When we look at the real-world effects of status choices, though, it seems that the view of status as a zero-sum game (where losses of losers are balanced by gains of winners) is a very generous interpretation.
Losses of status, or having low status, seems to make people very miserable. Robin Hanson quotes the authors of Promises I Can Keep: Why Poor Women Put Motherhood Before Marriage on the harmful effects of status threats in maintaining poverty:
Conflicts over money do not usually erupt simply because the man cannot find a job or because he doesn’t earn as much as someone with better skills or education. Money usually becomes an issue because he seems unwilling to keep at a job for any length of time, usually because of issues related to respect. Some of the jobs he can get don’t pay enough to give him the self-respect he feels he needs, and others require him to get along with unpleasant customers and coworkers, and to maintain a submissive attitude toward the boss.
Clearly, a loss in status causes serious enough social pain that the affected person is willing to risk his job and family to avoid or repair it. But don't gains in status make the winners much happier, rendering status contests at least Kaldor-Hicks efficient?
Not so, suggests a study on the welfare effects of commuting (Stress That Doesn't Pay: The Commuting Paradox). From the abstract:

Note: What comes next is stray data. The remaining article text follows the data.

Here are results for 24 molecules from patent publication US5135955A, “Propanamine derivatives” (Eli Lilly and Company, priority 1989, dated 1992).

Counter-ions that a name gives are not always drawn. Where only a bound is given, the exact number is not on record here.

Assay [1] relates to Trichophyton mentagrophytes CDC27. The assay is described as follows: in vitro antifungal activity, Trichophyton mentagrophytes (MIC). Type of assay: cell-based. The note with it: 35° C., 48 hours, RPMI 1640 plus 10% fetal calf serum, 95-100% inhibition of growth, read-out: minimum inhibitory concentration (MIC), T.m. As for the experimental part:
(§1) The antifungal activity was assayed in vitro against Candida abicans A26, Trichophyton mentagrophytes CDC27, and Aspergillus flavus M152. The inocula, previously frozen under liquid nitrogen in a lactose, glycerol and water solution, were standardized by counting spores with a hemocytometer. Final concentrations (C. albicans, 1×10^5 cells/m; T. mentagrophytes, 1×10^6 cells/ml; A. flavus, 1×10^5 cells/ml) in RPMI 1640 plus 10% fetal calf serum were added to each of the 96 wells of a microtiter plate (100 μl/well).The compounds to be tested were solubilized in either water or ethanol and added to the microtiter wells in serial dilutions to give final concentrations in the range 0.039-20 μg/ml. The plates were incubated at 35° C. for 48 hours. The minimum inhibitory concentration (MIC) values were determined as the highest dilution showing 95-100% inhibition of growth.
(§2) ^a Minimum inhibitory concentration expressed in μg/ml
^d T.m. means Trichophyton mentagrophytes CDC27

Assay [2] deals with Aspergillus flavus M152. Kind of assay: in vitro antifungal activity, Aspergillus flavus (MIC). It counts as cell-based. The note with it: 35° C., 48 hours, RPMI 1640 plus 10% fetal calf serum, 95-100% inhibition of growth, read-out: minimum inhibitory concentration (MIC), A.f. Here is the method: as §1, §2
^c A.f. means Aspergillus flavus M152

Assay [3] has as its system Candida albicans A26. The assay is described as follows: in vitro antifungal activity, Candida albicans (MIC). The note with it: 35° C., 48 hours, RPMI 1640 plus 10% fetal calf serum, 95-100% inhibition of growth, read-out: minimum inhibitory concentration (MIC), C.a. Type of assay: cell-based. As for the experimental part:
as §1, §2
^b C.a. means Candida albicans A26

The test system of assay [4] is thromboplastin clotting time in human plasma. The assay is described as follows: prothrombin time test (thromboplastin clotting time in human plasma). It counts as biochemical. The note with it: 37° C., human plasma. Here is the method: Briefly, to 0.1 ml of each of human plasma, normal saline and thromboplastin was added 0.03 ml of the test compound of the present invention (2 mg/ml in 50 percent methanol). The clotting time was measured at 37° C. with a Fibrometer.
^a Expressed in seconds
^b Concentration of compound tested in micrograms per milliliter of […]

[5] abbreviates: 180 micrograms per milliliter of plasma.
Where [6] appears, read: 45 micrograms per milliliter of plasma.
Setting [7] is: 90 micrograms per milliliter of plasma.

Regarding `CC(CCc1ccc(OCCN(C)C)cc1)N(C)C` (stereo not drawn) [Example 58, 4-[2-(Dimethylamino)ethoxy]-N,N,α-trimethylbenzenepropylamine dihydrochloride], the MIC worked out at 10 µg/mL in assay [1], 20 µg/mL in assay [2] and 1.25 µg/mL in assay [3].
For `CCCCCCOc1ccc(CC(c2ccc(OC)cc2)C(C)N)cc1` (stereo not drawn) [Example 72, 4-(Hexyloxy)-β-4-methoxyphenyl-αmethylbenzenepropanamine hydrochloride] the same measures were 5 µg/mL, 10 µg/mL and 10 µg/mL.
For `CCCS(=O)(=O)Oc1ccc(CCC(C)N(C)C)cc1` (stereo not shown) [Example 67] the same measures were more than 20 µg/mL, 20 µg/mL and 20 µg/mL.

People spend a lot of time commuting and often find it a burden. According to economics, the burden of commuting is chosen when compensated either on the labor or on the housing market so that individuals’ utility is equalized. However, in a direct test of this strong notion of equilibrium, we find that people with longer commuting time report systematically lower subjective well-being. Additional empirical analyses do not find institutional explanations of the empirical results that commuters systematically incur losses.
Unfortunately, the status gains a person may derive from commuting to work (high-status job, high-status suburban house, etc.) are not made up for by greater happiness; people with longer commutes are consistently less happy than people with shorter commutes. This is true even where people longer commute time is associated with higher income.
We are used to seeing sad low-status people, but what's missing is the ecstatic high-status people. It seems that the best we can achieve is somewhat stable mediocre life satisfaction, but the worst we can achieve is very bad indeed.